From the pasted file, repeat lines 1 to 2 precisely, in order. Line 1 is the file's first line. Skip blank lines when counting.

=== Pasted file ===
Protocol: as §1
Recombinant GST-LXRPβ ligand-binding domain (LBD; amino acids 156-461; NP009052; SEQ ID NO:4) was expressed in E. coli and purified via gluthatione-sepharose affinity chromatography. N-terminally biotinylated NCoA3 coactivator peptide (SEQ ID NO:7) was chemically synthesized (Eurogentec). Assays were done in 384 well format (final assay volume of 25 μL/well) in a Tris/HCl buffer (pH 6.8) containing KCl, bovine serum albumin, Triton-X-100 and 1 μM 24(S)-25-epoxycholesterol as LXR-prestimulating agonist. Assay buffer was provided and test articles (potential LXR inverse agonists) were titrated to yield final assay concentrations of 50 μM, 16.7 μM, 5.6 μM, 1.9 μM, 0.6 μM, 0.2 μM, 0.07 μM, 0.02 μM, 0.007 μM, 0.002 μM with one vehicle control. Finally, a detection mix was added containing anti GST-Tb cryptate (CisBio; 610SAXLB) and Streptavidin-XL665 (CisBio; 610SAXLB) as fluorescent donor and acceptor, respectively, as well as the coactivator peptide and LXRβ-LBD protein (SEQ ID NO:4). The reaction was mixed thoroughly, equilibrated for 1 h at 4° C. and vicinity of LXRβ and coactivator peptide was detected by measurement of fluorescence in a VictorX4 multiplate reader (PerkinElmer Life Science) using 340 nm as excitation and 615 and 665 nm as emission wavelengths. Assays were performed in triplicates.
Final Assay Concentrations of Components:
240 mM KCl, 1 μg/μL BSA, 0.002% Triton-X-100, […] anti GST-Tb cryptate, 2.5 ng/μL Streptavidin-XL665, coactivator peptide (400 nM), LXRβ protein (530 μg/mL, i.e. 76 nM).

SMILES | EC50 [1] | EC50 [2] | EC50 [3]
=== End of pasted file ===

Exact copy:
Protocol: as §1
Recombinant GST-LXRPβ ligand-binding domain (LBD; amino acids 156-461; NP009052; SEQ ID NO:4) was expressed in E. coli and purified via gluthatione-sepharose affinity chromatography. N-terminally biotinylated NCoA3 coactivator peptide (SEQ ID NO:7) was chemically synthesized (Eurogentec). Assays were done in 384 well format (final assay volume of 25 μL/well) in a Tris/HCl buffer (pH 6.8) containing KCl, bovine serum albumin, Triton-X-100 and 1 μM 24(S)-25-epoxycholesterol as LXR-prestimulating agonist. Assay buffer was provided and test articles (potential LXR inverse agonists) were titrated to yield final assay concentrations of 50 μM, 16.7 μM, 5.6 μM, 1.9 μM, 0.6 μM, 0.2 μM, 0.07 μM, 0.02 μM, 0.007 μM, 0.002 μM with one vehicle control. Finally, a detection mix was added containing anti GST-Tb cryptate (CisBio; 610SAXLB) and Streptavidin-XL665 (CisBio; 610SAXLB) as fluorescent donor and acceptor, respectively, as well as the coactivator peptide and LXRβ-LBD protein (SEQ ID NO:4). The reaction was mixed thoroughly, equilibrated for 1 h at 4° C. and vicinity of LXRβ and coactivator peptide was detected by measurement of fluorescence in a VictorX4 multiplate reader (PerkinElmer Life Science) using 340 nm as excitation and 615 and 665 nm as emission wavelengths. Assays were performed in triplicates.